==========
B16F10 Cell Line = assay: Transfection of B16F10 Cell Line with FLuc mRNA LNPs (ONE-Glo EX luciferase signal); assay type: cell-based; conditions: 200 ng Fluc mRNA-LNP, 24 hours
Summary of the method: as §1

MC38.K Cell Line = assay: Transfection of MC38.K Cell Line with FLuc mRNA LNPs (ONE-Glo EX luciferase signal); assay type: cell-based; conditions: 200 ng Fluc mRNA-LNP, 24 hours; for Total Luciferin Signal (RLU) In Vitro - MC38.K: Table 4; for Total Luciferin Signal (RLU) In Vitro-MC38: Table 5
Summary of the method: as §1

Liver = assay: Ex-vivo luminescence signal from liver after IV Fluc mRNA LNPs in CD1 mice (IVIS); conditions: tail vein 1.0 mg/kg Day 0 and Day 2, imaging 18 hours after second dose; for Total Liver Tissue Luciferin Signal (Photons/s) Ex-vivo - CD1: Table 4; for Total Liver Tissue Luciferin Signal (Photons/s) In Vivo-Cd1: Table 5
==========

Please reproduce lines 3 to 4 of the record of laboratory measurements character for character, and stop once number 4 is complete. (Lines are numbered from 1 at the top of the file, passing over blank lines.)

MC38.K Cell Line = assay: Transfection of MC38.K Cell Line with FLuc mRNA LNPs (ONE-Glo EX luciferase signal); assay type: cell-based; conditions: 200 ng Fluc mRNA-LNP, 24 hours; for Total Luciferin Signal (RLU) In Vitro - MC38.K: Table 4; for Total Luciferin Signal (RLU) In Vitro-MC38: Table 5
Summary of the method: as §1